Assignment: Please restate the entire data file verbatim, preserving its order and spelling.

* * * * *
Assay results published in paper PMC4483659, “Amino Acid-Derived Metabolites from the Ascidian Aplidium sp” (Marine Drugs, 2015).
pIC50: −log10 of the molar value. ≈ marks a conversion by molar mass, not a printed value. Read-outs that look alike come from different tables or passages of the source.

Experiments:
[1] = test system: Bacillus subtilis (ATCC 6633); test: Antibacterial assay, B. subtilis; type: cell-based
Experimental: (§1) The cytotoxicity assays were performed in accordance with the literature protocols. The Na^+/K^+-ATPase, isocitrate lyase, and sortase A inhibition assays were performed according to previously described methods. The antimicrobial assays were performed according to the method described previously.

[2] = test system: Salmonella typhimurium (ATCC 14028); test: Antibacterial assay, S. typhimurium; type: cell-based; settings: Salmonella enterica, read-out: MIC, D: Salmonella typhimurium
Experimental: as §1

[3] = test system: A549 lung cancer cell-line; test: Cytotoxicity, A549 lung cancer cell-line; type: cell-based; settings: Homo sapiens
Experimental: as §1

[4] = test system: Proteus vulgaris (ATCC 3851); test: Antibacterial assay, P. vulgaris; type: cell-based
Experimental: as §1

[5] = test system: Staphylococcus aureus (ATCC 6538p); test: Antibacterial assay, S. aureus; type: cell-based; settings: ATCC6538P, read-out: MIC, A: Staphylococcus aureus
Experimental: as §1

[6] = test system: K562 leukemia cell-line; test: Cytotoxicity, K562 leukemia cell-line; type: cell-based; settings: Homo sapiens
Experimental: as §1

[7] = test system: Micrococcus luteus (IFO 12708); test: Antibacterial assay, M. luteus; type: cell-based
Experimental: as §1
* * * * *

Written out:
Assay results published in paper PMC4483659, “Amino Acid-Derived Metabolites from the Ascidian Aplidium sp” (Marine Drugs, 2015).
pIC50: −log10 of the molar value. ≈ marks a conversion by molar mass, not a printed value. Read-outs that look alike come from different tables or passages of the source.

Experiments:
[1] = test system: Bacillus subtilis (ATCC 6633); test: Antibacterial assay, B. subtilis; type: cell-based
Experimental: (§1) The cytotoxicity assays were performed in accordance with the literature protocols. The Na^+/K^+-ATPase, isocitrate lyase, and sortase A inhibition assays were performed according to previously described methods. The antimicrobial assays were performed according to the method described previously.

[2] = test system: Salmonella typhimurium (ATCC 14028); test: Antibacterial assay, S. typhimurium; type: cell-based; settings: Salmonella enterica, read-out: MIC, D: Salmonella typhimurium
Experimental: as §1

[3] = test system: A549 lung cancer cell-line; test: Cytotoxicity, A549 lung cancer cell-line; type: cell-based; settings: Homo sapiens
Experimental: as §1

[4] = test system: Proteus vulgaris (ATCC 3851); test: Antibacterial assay, P. vulgaris; type: cell-based
Experimental: as §1

[5] = test system: Staphylococcus aureus (ATCC 6538p); test: Antibacterial assay, S. aureus; type: cell-based; settings: ATCC6538P, read-out: MIC, A: Staphylococcus aureus
Experimental: as §1

[6] = test system: K562 leukemia cell-line; test: Cytotoxicity, K562 leukemia cell-line; type: cell-based; settings: Homo sapiens
Experimental: as §1

[7] = test system: Micrococcus luteus (IFO 12708); test: Antibacterial assay, M. luteus; type: cell-based
Experimental: as §1